“I wish to pray for the passage of her soul as it rises to the radiant lights” – Pokhara Pete.
I had started my 18 day trek with 3 Nepali guy friends from Bhaktapur, after reaching our goal of Lake Tilicho they continued back the same route and I headed over Throng La Pass to complete the remainder of the Annapurna Circuit. I had met Anja and Flo, two independent hikers, German and French, and we all decided to make a quick trek up and finish our journey with South Annapurna Basecamp (ABC). On our way back down we crossed the main highway which most choose to end their trek by jumping on a crowded bus or jeep and riding back to Pokhara but not us! So we snaked our way down a less than traditional route by navigating small, un-mapped mountain trails and old washed out, overgrown roads until finally we came to rest our eyes on the little villages dotting the edges of the Seti River which feeds into Phewa Lake, the second largest lake in Nepal.
As long as the path stayed in the downward direction and remained heading east we trekked on hungry and ready for a lakeside community to gobble us up. We walked through a few small villages where cars and buses could be seen and heard again. We were surprised to find none of the places were open to serve us any food and here we had put off eating far too long and were just about on empty when we came into Pame, the village just a mile from Pokhara. Flo was waving his arms out of the doorway of a place in complete celebration that he found us a Nepali woman who would cook us dal bhat and even tracked down some warm beers too. We were officially done with the mountain trekking through the Annapurna Range. After eating what I will call the worst dal bhat of the 3 months in Nepal we finished the walk to Pokhara alongside the lake.
Anja and I found the best little guesthouse tucked along the shore in what they refer to as ‘The Lakeside’ portion of Pokhara. Although the city is one of the largest in the country this small quaint area along the water would never convince you of that. The vibe is all about island time with tie-dye fabrics, hemp-made clothing and reggae music playing at the greasy little diners lined along the streets.
Our room at the guest house overlooked the lake and had been run by the same family for over 30 years for $6.00 a night. It had an attached bathroom, was safe and clean with a hot-‘ish’ shower depending on the time of day and if there was any sun since it was a direct sun-heated black tub on the roof rather than electric or gas water heater. We said our goodbyes to Flo and exchanged information as he was rejoining his girlfriend waiting for him at a different guesthouse in Pokhara.
After the most refreshing fresh salad, a slice of amazing thin crust pizza and a ridiculously good brownie and ice cream dessert at ‘Godfathers Pizza’, which I highly recommend, we found ourselves walking the lakeside taking in the local sounds echoing across the lake.
We were drawn to the live music coming from a group of younger Nepali guys sitting at a really tiny tiki bar/hut with short little bamboo couches and a thatched floor overlooking the water. They were playing all sorts of American covers and some memorable Nepali pop songs. With no one else in sight we sat down and ordered a beer to enjoy the ambiance all to ourselves. We met the guys and I only remember the one’s name, Bsan because I came to know him a bit better after taking a motorcycle ride later in my Pokhara stay. That lovely ride resulted in my falling off the back of the bike on a steep, sharp corner heading down from seeing the World Peace Stuppa… another story for later.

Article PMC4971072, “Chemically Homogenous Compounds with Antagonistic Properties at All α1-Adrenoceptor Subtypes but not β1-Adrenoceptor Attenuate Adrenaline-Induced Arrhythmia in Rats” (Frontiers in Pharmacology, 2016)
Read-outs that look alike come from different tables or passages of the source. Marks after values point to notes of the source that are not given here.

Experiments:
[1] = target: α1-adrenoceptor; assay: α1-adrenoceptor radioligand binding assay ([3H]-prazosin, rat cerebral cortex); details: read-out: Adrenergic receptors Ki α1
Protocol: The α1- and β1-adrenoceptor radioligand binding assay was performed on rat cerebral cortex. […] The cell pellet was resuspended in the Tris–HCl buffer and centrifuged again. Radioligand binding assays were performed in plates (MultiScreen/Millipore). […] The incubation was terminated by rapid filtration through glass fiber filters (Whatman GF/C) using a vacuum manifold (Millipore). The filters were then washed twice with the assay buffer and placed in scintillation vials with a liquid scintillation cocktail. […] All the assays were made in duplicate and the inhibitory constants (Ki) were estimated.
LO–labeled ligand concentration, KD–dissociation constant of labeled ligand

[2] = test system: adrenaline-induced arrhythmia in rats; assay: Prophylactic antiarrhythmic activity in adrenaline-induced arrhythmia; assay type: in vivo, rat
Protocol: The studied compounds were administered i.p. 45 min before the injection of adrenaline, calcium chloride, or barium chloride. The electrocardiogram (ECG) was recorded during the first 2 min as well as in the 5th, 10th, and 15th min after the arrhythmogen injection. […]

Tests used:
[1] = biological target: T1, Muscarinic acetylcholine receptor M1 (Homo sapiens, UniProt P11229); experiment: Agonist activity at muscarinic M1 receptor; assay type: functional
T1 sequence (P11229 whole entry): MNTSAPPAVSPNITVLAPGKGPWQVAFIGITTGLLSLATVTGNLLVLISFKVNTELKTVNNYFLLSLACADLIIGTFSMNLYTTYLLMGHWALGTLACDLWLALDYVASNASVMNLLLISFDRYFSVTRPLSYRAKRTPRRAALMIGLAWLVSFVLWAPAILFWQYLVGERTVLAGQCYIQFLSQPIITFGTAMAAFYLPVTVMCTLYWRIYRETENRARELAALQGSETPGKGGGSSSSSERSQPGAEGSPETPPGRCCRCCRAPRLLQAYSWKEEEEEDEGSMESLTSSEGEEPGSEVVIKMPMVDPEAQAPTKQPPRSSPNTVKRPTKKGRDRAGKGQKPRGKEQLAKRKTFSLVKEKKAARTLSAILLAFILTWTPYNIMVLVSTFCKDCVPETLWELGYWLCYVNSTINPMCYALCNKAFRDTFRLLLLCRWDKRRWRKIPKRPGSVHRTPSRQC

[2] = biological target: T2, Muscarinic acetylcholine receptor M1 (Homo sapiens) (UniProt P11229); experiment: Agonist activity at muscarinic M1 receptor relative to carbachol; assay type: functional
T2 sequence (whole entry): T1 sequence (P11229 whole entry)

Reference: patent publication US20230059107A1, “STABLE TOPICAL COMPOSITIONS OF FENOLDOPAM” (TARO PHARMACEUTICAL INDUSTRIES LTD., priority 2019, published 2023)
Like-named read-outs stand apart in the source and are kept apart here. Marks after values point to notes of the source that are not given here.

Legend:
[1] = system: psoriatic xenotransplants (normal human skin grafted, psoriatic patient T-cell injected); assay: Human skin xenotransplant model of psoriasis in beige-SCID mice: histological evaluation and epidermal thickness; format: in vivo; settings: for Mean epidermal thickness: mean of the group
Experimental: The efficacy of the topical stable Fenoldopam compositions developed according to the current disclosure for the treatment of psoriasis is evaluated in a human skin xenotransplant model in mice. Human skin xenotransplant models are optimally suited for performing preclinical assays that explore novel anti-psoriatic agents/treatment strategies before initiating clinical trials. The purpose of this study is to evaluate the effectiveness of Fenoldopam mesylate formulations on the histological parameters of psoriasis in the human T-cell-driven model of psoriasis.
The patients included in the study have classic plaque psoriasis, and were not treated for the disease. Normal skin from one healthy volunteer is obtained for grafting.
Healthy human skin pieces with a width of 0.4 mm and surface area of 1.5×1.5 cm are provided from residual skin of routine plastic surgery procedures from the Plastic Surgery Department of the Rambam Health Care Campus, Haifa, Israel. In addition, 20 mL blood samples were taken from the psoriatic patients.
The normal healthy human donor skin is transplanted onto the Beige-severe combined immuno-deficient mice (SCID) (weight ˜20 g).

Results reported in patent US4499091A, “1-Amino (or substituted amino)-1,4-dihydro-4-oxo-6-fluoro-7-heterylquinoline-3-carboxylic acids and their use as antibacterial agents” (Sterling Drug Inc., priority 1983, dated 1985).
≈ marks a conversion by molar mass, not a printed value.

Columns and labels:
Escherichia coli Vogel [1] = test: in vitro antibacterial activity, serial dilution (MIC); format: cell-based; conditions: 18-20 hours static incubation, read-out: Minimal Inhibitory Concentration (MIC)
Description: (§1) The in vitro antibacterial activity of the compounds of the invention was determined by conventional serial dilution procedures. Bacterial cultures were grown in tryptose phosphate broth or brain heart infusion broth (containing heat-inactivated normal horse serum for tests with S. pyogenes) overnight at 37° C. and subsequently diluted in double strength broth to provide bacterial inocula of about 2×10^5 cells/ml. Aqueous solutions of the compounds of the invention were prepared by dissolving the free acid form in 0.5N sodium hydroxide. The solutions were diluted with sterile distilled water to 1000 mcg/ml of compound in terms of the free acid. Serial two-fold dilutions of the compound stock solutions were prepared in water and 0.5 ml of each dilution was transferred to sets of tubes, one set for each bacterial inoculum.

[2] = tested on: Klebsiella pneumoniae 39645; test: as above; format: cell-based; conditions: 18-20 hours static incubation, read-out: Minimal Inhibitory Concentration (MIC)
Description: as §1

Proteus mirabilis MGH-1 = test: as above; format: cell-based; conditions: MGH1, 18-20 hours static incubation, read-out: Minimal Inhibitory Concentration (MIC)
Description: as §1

That night the guys told us about a place to enjoy more music, beer and a game of pool called, ‘The Old Blues Bar’. So, we conceded to following them and found ourselves playing a game of pool (on a snooker table) and having a beer. I was sitting down at the table talking to Anja when a man who looked to be in his 60’s sat down at the bar close to our table. He didn’t look to be all that healthy with a spindly and frail frame; he was at least 5’10”, thin and bony with a withdrawn look about him. What made his sad appearance even more prominent was the deep set in look of confusion and pain all wrapped up into the furrowed skin between his eyes and sagging skin of his cheeks that drooped down near his jawline. I have been told throughout my life that I am a very ’empathetic’ person, I find myself wanting to get right down to the rawness and depth of a person rather than spend a lot of time on the surface level conversation. This has also come to serve as a way to take the attention off of my own pain and problems and feel purposeful in letting someone vent and experience their own feelings while I tuck mine away for a bit.
Losing loved ones brought our hearts together on that night. The most spiritual and touching of moments are right under our noses wherever we are in life and it amazes me who and what walks in the door when I open it to those around me. I am saying a prayer for Pokhara Pete today in hopes that he made it safely back home where he could be of comfort to his family and feel the comfort of his family that he needed. We are all in need of others during our life to listen, to express, to feel and share the joy and the sorrow of life’s amazing journey. The best advise I can give after this experience is to keep your heart open to others and their stories and moments of connection because you may not always see the opportunities to help or be a light for someone else if you are too busy looking down at your own stumbling feet. Pete said he was grateful and felt truly blessed to have met me at that moment and been allowed to share feelings and tears when he otherwise would not have expressed himself so openly to others before. I am glad for that night and will remember it forever.
One thought on “The day I met Pokhara Pete.”
Lovin on this story.. level 1 right there ;)